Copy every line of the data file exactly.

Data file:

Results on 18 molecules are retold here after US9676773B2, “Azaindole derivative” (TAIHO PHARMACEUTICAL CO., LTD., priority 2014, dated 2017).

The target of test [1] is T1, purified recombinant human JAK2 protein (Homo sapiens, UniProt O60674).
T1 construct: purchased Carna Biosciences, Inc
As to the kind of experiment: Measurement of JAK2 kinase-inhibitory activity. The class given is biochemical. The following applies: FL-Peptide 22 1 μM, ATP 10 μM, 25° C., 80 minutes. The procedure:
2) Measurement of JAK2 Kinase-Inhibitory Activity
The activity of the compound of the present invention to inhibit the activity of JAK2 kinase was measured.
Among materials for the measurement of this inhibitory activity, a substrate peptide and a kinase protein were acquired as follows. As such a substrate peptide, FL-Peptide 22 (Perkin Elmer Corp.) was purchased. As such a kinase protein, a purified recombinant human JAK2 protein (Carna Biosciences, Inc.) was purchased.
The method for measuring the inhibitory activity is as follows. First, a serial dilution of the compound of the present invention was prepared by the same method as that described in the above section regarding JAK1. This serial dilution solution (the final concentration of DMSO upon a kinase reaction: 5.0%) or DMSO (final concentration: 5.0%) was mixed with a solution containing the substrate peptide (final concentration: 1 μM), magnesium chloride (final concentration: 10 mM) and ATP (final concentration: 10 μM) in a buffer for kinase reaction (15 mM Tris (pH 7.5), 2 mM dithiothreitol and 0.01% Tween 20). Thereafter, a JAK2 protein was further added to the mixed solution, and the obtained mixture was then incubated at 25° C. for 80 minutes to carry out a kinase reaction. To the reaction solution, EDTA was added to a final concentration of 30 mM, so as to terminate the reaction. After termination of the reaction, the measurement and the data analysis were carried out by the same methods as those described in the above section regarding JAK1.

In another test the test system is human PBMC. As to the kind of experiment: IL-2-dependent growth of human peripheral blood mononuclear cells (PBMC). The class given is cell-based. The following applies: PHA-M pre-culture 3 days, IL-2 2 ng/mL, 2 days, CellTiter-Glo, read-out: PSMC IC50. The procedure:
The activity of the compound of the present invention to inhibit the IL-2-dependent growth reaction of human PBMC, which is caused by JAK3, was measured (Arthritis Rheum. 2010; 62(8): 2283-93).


Results on 18 molecules are retold here after US9676773B2, “Azaindole derivative” (TAIHO PHARMACEUTICAL CO., LTD., priority 2014, dated 2017).

The target of test [1] is T1, purified recombinant human JAK2 protein (Homo sapiens, UniProt O60674).
T1 construct: purchased Carna Biosciences, Inc
As to the kind of experiment: Measurement of JAK2 kinase-inhibitory activity. The class given is biochemical. The following applies: FL-Peptide 22 1 μM, ATP 10 μM, 25° C., 80 minutes. The procedure:
2) Measurement of JAK2 Kinase-Inhibitory Activity
The activity of the compound of the present invention to inhibit the activity of JAK2 kinase was measured.
Among materials for the measurement of this inhibitory activity, a substrate peptide and a kinase protein were acquired as follows. As such a substrate peptide, FL-Peptide 22 (Perkin Elmer Corp.) was purchased. As such a kinase protein, a purified recombinant human JAK2 protein (Carna Biosciences, Inc.) was purchased.
The method for measuring the inhibitory activity is as follows. First, a serial dilution of the compound of the present invention was prepared by the same method as that described in the above section regarding JAK1. This serial dilution solution (the final concentration of DMSO upon a kinase reaction: 5.0%) or DMSO (final concentration: 5.0%) was mixed with a solution containing the substrate peptide (final concentration: 1 μM), magnesium chloride (final concentration: 10 mM) and ATP (final concentration: 10 μM) in a buffer for kinase reaction (15 mM Tris (pH 7.5), 2 mM dithiothreitol and 0.01% Tween 20). Thereafter, a JAK2 protein was further added to the mixed solution, and the obtained mixture was then incubated at 25° C. for 80 minutes to carry out a kinase reaction. To the reaction solution, EDTA was added to a final concentration of 30 mM, so as to terminate the reaction. After termination of the reaction, the measurement and the data analysis were carried out by the same methods as those described in the above section regarding JAK1.

In another test the test system is human PBMC. As to the kind of experiment: IL-2-dependent growth of human peripheral blood mononuclear cells (PBMC). The class given is cell-based. The following applies: PHA-M pre-culture 3 days, IL-2 2 ng/mL, 2 days, CellTiter-Glo, read-out: PSMC IC50. The procedure:
The activity of the compound of the present invention to inhibit the IL-2-dependent growth reaction of human PBMC, which is caused by JAK3, was measured (Arthritis Rheum. 2010; 62(8): 2283-93).